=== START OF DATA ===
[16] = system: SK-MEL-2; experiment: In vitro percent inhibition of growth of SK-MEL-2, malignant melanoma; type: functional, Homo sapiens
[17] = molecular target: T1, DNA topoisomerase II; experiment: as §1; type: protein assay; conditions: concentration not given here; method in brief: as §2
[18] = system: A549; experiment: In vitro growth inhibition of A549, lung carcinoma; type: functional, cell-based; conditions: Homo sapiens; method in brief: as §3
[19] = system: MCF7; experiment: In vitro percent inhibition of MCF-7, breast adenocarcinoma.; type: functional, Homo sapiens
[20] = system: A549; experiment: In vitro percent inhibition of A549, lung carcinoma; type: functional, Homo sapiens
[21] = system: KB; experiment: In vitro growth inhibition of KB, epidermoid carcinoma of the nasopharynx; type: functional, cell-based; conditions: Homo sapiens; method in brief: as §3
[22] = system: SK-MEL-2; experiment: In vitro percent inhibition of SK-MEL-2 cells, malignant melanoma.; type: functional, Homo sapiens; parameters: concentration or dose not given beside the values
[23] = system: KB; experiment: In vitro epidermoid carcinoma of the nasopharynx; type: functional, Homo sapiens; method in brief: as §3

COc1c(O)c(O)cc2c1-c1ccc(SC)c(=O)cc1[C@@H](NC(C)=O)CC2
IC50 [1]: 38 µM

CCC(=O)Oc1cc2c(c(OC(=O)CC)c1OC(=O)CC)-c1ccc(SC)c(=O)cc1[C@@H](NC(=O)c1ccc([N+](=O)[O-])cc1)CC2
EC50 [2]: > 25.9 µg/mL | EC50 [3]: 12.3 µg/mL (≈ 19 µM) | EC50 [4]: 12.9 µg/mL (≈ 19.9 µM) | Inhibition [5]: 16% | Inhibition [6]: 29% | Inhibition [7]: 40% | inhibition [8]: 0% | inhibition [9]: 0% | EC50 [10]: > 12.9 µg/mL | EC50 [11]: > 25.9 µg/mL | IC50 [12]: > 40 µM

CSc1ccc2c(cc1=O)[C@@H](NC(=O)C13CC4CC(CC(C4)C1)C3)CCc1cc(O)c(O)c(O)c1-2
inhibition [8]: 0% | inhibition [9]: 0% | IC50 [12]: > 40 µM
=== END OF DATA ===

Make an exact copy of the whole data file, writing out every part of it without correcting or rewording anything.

[16] = system: SK-MEL-2; experiment: In vitro percent inhibition of growth of SK-MEL-2, malignant melanoma; type: functional, Homo sapiens
[17] = molecular target: T1, DNA topoisomerase II; experiment: as §1; type: protein assay; conditions: concentration not given here; method in brief: as §2
[18] = system: A549; experiment: In vitro growth inhibition of A549, lung carcinoma; type: functional, cell-based; conditions: Homo sapiens; method in brief: as §3
[19] = system: MCF7; experiment: In vitro percent inhibition of MCF-7, breast adenocarcinoma.; type: functional, Homo sapiens
[20] = system: A549; experiment: In vitro percent inhibition of A549, lung carcinoma; type: functional, Homo sapiens
[21] = system: KB; experiment: In vitro growth inhibition of KB, epidermoid carcinoma of the nasopharynx; type: functional, cell-based; conditions: Homo sapiens; method in brief: as §3
[22] = system: SK-MEL-2; experiment: In vitro percent inhibition of SK-MEL-2 cells, malignant melanoma.; type: functional, Homo sapiens; parameters: concentration or dose not given beside the values
[23] = system: KB; experiment: In vitro epidermoid carcinoma of the nasopharynx; type: functional, Homo sapiens; method in brief: as §3

COc1c(O)c(O)cc2c1-c1ccc(SC)c(=O)cc1[C@@H](NC(C)=O)CC2
IC50 [1]: 38 µM

CCC(=O)Oc1cc2c(c(OC(=O)CC)c1OC(=O)CC)-c1ccc(SC)c(=O)cc1[C@@H](NC(=O)c1ccc([N+](=O)[O-])cc1)CC2
EC50 [2]: > 25.9 µg/mL | EC50 [3]: 12.3 µg/mL (≈ 19 µM) | EC50 [4]: 12.9 µg/mL (≈ 19.9 µM) | Inhibition [5]: 16% | Inhibition [6]: 29% | Inhibition [7]: 40% | inhibition [8]: 0% | inhibition [9]: 0% | EC50 [10]: > 12.9 µg/mL | EC50 [11]: > 25.9 µg/mL | IC50 [12]: > 40 µM

CSc1ccc2c(cc1=O)[C@@H](NC(=O)C13CC4CC(CC(C4)C1)C3)CCc1cc(O)c(O)c(O)c1-2
inhibition [8]: 0% | inhibition [9]: 0% | IC50 [12]: > 40 µM